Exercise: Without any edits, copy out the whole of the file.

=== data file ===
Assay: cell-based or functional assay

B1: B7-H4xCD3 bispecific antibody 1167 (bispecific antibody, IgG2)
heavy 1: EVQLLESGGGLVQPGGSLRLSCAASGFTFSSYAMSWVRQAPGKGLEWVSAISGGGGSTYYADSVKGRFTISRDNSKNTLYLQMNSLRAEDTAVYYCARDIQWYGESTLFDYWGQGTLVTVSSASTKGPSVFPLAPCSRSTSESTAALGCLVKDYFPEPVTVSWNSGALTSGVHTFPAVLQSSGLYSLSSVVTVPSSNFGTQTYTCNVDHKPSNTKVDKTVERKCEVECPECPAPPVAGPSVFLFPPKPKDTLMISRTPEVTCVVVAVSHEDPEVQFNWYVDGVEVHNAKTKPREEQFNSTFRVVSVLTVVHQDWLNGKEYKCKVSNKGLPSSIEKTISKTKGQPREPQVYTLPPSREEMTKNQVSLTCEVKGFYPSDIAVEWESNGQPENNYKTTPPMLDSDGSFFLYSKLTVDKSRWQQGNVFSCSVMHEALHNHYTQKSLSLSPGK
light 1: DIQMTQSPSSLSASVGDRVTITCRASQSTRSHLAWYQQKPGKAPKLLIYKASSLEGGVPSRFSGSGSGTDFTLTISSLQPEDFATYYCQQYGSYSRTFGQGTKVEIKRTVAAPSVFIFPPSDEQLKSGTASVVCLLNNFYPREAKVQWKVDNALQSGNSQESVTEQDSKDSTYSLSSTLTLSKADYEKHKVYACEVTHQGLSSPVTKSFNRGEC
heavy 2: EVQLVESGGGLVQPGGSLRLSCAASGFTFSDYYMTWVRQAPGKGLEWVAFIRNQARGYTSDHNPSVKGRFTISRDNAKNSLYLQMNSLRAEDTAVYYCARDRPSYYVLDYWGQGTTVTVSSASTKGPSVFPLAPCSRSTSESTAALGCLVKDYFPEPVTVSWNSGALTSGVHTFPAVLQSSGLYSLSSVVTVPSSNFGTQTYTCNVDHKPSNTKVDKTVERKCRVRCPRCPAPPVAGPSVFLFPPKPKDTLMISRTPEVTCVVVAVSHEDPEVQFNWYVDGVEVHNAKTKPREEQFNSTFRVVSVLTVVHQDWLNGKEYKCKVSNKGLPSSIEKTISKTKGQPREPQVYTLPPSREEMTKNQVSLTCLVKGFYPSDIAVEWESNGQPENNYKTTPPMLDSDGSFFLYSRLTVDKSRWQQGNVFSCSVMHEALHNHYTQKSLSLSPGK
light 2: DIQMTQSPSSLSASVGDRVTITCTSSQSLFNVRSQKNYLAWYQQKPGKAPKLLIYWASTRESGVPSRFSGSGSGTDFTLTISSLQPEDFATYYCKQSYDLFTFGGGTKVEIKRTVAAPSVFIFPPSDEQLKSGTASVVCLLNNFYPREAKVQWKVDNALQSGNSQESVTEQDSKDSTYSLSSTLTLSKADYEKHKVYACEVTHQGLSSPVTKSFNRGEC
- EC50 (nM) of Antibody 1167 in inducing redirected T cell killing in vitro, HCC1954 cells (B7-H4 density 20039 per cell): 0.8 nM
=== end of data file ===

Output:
Assay: cell-based or functional assay

B1: B7-H4xCD3 bispecific antibody 1167 (bispecific antibody, IgG2)
heavy 1: EVQLLESGGGLVQPGGSLRLSCAASGFTFSSYAMSWVRQAPGKGLEWVSAISGGGGSTYYADSVKGRFTISRDNSKNTLYLQMNSLRAEDTAVYYCARDIQWYGESTLFDYWGQGTLVTVSSASTKGPSVFPLAPCSRSTSESTAALGCLVKDYFPEPVTVSWNSGALTSGVHTFPAVLQSSGLYSLSSVVTVPSSNFGTQTYTCNVDHKPSNTKVDKTVERKCEVECPECPAPPVAGPSVFLFPPKPKDTLMISRTPEVTCVVVAVSHEDPEVQFNWYVDGVEVHNAKTKPREEQFNSTFRVVSVLTVVHQDWLNGKEYKCKVSNKGLPSSIEKTISKTKGQPREPQVYTLPPSREEMTKNQVSLTCEVKGFYPSDIAVEWESNGQPENNYKTTPPMLDSDGSFFLYSKLTVDKSRWQQGNVFSCSVMHEALHNHYTQKSLSLSPGK
light 1: DIQMTQSPSSLSASVGDRVTITCRASQSTRSHLAWYQQKPGKAPKLLIYKASSLEGGVPSRFSGSGSGTDFTLTISSLQPEDFATYYCQQYGSYSRTFGQGTKVEIKRTVAAPSVFIFPPSDEQLKSGTASVVCLLNNFYPREAKVQWKVDNALQSGNSQESVTEQDSKDSTYSLSSTLTLSKADYEKHKVYACEVTHQGLSSPVTKSFNRGEC
heavy 2: EVQLVESGGGLVQPGGSLRLSCAASGFTFSDYYMTWVRQAPGKGLEWVAFIRNQARGYTSDHNPSVKGRFTISRDNAKNSLYLQMNSLRAEDTAVYYCARDRPSYYVLDYWGQGTTVTVSSASTKGPSVFPLAPCSRSTSESTAALGCLVKDYFPEPVTVSWNSGALTSGVHTFPAVLQSSGLYSLSSVVTVPSSNFGTQTYTCNVDHKPSNTKVDKTVERKCRVRCPRCPAPPVAGPSVFLFPPKPKDTLMISRTPEVTCVVVAVSHEDPEVQFNWYVDGVEVHNAKTKPREEQFNSTFRVVSVLTVVHQDWLNGKEYKCKVSNKGLPSSIEKTISKTKGQPREPQVYTLPPSREEMTKNQVSLTCLVKGFYPSDIAVEWESNGQPENNYKTTPPMLDSDGSFFLYSRLTVDKSRWQQGNVFSCSVMHEALHNHYTQKSLSLSPGK
light 2: DIQMTQSPSSLSASVGDRVTITCTSSQSLFNVRSQKNYLAWYQQKPGKAPKLLIYWASTRESGVPSRFSGSGSGTDFTLTISSLQPEDFATYYCKQSYDLFTFGGGTKVEIKRTVAAPSVFIFPPSDEQLKSGTASVVCLLNNFYPREAKVQWKVDNALQSGNSQESVTEQDSKDSTYSLSSTLTLSKADYEKHKVYACEVTHQGLSSPVTKSFNRGEC
- EC50 (nM) of Antibody 1167 in inducing redirected T cell killing in vitro, HCC1954 cells (B7-H4 density 20039 per cell): 0.8 nM